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Govt to remotely monitor roadblocks in a bid to end corruption

ZRP, Zimbabwe Republic Police, roadblock, traffic stops, police monitoring

Police roadblocks have become something of a national attraction. Even before the pandemic we all dreaded running into one because there was a good chance that you’d be held up despite having a fire extinguisher, reflector, breakdown triangles, a spare wheel, all signal lights working and all the registration disks displayed and up to date.

During the pandemic, roadblocks were a nightmare even if you had the proper documents to pass. Now this, of course, is on top of reports that some police officers were asking for a little “something” to get someone out of a valid or unsubstantiated jam.

It looks like the govt is finally stepping in to curb the shenanigans that happen at roadblocks and traffic stops. In a report by the Manica Post, Minister for Home Affairs Kazembe Kazembe said that cabinet has approved an integrated ICT system to monitor police officers.

“The Ministry of Home Affairs Integrated ICT System is all about smart policing, which is part of the integrated solution. Police officers at roadblocks will be monitored from the office. When fully implemented, the system will curb corruption at the roadblocks. We will also have computerised crime and traffic management systems. We will have gadgets that will police the police officers”

Kazembe Kazembe, Home Affairs and Cultural Heritage Minister

But how?

The one thing that is frustrating about pronouncements like these is that there is little mention of how this is going to be implemented or what kind of technology is going to be used.

It’s all well and good to say that the government is thinking about doing this but an assessment of the methods that will be employed would be extremely helpful for the public.

An example of this is the body cameras that some United States Police Officers are required to wear in some states. There have been reports that some officers simply switch off these cameras. More so, if this was the route that Zimbabwe is taking what markers should the ordinary Zimbabwean look for to see that the equipment that is meant to police the police is active.

How wide spread is this tech going to be?

Zimbabwe is strapped for cash and roadblock or police monitoring systems aren’t cheap in relation to some of the major problems yet to be solved in the country.

If the government is indeed dead set on this then it will have to make these systems and the supporting tech available to every outpost countrywide. If not then the underserved areas being a hotbed for corruption.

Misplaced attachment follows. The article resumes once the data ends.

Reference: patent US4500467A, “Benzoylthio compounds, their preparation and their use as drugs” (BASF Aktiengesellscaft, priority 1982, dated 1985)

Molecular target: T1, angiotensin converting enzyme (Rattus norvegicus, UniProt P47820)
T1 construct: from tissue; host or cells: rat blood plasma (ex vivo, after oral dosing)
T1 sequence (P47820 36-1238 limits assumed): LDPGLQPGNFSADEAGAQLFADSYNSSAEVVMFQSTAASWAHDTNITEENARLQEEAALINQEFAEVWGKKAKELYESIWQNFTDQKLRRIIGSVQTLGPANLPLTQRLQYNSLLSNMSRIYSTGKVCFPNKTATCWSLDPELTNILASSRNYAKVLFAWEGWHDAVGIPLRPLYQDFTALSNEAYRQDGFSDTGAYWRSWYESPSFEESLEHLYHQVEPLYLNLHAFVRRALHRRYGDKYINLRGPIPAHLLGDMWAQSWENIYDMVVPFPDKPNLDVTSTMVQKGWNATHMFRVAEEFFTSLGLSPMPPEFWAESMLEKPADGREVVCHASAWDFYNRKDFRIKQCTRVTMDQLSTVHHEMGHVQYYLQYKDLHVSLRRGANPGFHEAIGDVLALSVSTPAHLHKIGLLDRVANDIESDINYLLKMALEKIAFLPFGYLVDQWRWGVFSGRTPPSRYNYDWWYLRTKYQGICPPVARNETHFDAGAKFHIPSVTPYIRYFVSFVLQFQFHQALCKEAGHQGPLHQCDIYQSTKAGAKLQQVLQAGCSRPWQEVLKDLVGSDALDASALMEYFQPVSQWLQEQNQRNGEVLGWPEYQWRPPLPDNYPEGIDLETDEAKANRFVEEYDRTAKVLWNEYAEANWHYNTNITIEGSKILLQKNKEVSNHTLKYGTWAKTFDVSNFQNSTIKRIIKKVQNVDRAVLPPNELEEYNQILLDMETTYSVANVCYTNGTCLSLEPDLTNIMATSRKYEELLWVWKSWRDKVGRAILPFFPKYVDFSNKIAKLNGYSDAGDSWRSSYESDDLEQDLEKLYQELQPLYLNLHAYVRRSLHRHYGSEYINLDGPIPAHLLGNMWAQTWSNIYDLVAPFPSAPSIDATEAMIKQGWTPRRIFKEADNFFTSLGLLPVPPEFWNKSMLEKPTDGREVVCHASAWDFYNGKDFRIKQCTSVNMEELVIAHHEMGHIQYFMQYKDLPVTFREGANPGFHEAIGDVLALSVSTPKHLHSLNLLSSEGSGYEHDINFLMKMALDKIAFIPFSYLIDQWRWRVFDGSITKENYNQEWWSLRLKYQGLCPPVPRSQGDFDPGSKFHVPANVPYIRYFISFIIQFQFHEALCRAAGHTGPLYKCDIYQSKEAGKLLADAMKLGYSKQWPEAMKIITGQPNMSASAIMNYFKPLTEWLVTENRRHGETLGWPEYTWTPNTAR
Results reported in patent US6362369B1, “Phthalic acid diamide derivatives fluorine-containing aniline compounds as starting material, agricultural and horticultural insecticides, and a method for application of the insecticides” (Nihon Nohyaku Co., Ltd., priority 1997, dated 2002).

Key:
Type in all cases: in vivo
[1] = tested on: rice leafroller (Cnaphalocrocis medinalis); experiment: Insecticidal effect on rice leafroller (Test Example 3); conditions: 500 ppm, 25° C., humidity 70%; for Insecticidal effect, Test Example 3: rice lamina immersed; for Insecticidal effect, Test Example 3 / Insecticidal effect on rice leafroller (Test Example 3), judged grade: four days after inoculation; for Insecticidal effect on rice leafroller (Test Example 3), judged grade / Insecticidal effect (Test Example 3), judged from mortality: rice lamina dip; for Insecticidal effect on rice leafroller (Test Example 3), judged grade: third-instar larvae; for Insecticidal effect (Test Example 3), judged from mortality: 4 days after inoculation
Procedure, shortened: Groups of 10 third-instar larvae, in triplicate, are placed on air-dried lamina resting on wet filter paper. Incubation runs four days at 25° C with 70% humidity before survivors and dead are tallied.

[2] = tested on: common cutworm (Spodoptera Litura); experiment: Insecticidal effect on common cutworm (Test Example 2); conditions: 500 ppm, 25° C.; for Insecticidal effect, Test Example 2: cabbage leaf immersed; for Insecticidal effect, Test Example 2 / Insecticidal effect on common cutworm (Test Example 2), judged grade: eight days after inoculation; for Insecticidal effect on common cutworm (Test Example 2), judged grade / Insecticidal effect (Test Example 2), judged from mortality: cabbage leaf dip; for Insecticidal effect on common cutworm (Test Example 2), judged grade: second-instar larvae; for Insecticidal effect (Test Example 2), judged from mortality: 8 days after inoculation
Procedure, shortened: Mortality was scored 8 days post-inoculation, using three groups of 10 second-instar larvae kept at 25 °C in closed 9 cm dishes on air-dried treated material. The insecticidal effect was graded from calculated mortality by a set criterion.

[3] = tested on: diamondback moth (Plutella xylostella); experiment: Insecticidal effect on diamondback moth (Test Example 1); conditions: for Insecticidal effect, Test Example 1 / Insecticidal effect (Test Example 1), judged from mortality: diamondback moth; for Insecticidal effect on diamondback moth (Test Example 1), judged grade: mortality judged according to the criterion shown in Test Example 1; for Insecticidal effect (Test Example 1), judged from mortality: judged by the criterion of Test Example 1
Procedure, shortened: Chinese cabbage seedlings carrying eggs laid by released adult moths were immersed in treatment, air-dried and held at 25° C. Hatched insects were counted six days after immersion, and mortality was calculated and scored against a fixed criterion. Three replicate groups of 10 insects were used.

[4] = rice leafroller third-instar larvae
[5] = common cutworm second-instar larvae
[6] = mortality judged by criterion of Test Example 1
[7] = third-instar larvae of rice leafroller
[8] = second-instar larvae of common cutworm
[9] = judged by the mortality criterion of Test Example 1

In saying all of that, the tech has to come with some serious training and accountability. It makes little sense to deploy something if the police aren’t versed in how to use it and more importantly if the public is not made aware of what the devices look like and how to ask if the systems are, as previously mentioned, working if or when this comes into effect.

Will this actually work?

The government has tried in the past to end Police corruption. If you remember last year the govt said that it was rolling out Point of Sale (POS) machines at traffic stops and in stations.

This measure was brought about by reports that some officers were asking for cash either as bribes or to pay for a violation. The concern then was that even if the charges were real some of that money wasn’t getting to where it is supposed to be. If the govt is adding yet another layer, it could suggest that this measure was ineffective.

In this case, and if we are to use the example of body cameras, electronic monitoring might not be effective. Evidence to this was brought to light in a report by the Pew Trust.

Body cameras didn’t bring about the transparency that the US public thought they would. The biggest problem is accessing the video after making a report of misconduct, the process is reportedly filled with a number of barriers. Worse still the police department may even withhold or redact the footage being used in an investigation.

If the United States with its capacity is finding issues with monitoring police electronically, then what hope does Zimbabwe have in addressing the problems that will come regardless of what monitoring system is employed?


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2 thoughts on “Govt to remotely monitor roadblocks in a bid to end corruption

  1. Govt should focus on more important issues, like overhauling the electrical infrastructure and sorting out necessities like clean, reliable, safe water

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